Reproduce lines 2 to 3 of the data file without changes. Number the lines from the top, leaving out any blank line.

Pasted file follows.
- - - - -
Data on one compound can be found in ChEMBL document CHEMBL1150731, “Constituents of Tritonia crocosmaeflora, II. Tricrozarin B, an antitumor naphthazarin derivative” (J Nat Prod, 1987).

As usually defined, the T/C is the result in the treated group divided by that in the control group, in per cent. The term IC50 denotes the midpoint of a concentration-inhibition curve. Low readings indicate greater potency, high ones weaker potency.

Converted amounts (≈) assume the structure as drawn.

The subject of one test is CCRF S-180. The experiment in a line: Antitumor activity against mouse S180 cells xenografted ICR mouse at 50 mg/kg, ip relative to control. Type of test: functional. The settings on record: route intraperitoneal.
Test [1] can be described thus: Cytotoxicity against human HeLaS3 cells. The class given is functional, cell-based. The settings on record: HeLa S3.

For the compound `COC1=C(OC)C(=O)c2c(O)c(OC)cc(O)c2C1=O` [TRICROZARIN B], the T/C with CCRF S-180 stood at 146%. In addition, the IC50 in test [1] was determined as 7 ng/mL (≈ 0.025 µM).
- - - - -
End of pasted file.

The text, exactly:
As usually defined, the T/C is the result in the treated group divided by that in the control group, in per cent. The term IC50 denotes the midpoint of a concentration-inhibition curve. Low readings indicate greater potency, high ones weaker potency.

Converted amounts (≈) assume the structure as drawn.